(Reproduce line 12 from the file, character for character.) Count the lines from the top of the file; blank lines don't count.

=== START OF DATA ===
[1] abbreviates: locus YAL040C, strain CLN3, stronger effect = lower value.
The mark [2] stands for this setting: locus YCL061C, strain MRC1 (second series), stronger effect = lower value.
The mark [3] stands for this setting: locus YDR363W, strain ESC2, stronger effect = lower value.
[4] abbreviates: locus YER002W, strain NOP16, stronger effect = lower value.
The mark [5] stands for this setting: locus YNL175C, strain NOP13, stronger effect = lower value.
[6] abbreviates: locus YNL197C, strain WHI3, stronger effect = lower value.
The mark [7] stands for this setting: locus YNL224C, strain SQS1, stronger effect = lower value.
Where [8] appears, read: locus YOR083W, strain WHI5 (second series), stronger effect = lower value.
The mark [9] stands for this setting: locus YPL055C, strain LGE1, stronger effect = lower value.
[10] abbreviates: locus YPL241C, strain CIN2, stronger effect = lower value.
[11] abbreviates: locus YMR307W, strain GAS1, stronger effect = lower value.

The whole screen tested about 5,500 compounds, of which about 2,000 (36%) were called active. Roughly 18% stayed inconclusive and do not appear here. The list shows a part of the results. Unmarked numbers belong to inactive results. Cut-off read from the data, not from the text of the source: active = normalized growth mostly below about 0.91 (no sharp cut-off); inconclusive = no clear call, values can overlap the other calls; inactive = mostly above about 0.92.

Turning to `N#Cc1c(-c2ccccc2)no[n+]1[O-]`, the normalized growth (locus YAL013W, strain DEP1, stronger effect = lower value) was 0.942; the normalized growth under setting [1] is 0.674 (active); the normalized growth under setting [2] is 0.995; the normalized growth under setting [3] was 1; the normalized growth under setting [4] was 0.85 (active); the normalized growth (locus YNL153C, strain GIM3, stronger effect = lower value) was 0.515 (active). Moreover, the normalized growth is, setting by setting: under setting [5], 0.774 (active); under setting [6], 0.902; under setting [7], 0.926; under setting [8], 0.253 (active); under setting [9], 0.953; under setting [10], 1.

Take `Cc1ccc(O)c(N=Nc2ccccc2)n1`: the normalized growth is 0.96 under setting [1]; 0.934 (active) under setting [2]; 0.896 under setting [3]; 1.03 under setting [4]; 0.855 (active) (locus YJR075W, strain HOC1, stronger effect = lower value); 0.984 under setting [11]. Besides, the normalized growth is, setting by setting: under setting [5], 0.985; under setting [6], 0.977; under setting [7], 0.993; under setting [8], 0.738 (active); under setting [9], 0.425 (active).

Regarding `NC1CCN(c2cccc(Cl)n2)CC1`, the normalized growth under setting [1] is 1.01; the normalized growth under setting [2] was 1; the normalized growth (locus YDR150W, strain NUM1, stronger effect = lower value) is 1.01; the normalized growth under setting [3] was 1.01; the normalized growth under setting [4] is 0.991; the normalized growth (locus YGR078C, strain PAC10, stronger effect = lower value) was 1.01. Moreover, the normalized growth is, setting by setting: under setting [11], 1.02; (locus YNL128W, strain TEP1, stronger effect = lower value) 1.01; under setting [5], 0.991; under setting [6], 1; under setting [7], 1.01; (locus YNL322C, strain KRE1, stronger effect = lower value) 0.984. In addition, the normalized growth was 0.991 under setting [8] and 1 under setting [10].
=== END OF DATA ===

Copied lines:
The whole screen tested about 5,500 compounds, of which about 2,000 (36%) were called active. Roughly 18% stayed inconclusive and do not appear here. The list shows a part of the results. Unmarked numbers belong to inactive results. Cut-off read from the data, not from the text of the source: active = normalized growth mostly below about 0.91 (no sharp cut-off); inconclusive = no clear call, values can overlap the other calls; inactive = mostly above about 0.92.